JACKSONVILLE, Fla. – Florida is now releasing the number of people in each county currently hospitalized for the novel coronavirus.
Until now, the state had only released the total number of people hospitalized since the pandemic began.
Late last month state officials said they would be releasing this data.
Statewide, as of Friday, there were 7,000 people hospitalized for COVID-19.
Looking at some of local counties:
Duval County: 439 patients.
Clay County: 46 patients
St. Johns County: 26 patients.
Nassau County: 6 patients.
Baker County: 14 patients.
UF Health is staying busy these days, especially as more people infected with the coronavirus show up needing help. That could eventually strain supplies of PPE.
Now that Jacksonville is officially a coronavirus hotspot as the number of people who test positive for the virus continues to climb, UF Health director of infection prevention Chad Neilsen said they are keeping a close eye on the hospital’s supply of personal protective equipment.
The hospital has been stocking up on PPE for the past couple of months and right now, the supply is plentiful enough to keep the staff safe.
“But as more patients pour into the hospital, PPE is going to go on a surge again,” he said. “More people are going to need it and we’re going to start burning through it a lot quicker.”
Neilsen said suppliers of PPE are currently not resupplying medical offices at the rate they were a month ago because other areas of the U.S. are also seeing spikes in coronavirus cases and needing more PPE as a result.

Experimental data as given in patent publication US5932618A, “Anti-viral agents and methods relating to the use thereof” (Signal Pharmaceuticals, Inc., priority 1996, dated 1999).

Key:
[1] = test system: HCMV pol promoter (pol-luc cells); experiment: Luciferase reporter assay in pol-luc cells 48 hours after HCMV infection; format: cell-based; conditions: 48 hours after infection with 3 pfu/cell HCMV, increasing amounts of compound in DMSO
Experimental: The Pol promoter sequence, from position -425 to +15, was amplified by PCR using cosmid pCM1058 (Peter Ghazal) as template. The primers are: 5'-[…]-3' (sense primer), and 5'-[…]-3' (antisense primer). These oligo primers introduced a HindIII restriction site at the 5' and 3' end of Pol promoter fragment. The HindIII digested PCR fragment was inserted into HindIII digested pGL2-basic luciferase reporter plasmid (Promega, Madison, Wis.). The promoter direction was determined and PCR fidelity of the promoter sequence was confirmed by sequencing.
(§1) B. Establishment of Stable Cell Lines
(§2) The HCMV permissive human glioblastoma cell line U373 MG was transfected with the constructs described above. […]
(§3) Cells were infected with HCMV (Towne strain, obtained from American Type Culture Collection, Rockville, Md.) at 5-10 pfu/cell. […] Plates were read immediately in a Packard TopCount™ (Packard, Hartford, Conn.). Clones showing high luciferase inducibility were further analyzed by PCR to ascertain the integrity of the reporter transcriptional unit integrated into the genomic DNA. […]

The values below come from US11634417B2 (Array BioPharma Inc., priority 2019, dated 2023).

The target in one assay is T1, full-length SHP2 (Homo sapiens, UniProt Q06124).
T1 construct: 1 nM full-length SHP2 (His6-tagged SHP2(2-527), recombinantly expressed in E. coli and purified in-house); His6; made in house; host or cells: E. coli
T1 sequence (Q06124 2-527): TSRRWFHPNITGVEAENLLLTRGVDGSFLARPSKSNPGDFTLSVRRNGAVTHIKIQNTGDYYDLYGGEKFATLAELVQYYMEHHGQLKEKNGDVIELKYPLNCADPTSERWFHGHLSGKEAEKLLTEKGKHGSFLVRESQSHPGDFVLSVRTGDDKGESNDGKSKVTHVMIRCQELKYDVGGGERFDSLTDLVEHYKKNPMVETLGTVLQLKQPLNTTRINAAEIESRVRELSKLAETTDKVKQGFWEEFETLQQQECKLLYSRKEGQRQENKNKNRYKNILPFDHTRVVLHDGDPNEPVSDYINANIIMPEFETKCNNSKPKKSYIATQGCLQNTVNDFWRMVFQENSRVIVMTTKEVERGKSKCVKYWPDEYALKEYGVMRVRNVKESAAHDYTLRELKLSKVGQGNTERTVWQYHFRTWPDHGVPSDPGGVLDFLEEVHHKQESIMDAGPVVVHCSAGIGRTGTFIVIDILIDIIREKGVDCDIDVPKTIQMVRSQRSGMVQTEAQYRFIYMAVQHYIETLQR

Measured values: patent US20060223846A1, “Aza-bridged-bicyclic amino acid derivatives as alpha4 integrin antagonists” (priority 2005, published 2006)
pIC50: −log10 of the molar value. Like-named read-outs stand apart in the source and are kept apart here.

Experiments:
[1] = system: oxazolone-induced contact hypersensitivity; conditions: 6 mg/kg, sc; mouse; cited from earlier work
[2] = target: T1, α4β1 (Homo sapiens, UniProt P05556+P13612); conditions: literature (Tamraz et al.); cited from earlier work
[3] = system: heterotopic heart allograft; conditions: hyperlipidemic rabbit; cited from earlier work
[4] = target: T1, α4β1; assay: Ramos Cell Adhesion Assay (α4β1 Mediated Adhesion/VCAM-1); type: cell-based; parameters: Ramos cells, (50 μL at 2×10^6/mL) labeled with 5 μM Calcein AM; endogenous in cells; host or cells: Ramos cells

He believes other hospitals in Jacksonville could eventually face the same dilemma.
He also says staffing is good right now, but it could become an issue as more people infected with the virus require medical attention.
“We have been working with our contract agencies and others to try and find more staff nurses and different positions to ensure we got the right people in the right place at the right time,” Neilsen said. “But so is everyone else. All the other hospitals are looking at the same thing.”
He added that all of Jacksonville’s hospitals are in contact with each other to keep the entire community safe.
″Yes, we bond together. We must. We’re all in this together as a hospital community,” he said. “My counterparts and I at the other hospitals talk once a week or more. We have to do what we have to do to keep our patients and citizens of Jacksonville safe.”
Neilsen says when it comes to the resupplying PPE, they are looking into every option on the table to ensure they have what they need should their current supply significantly start to drop.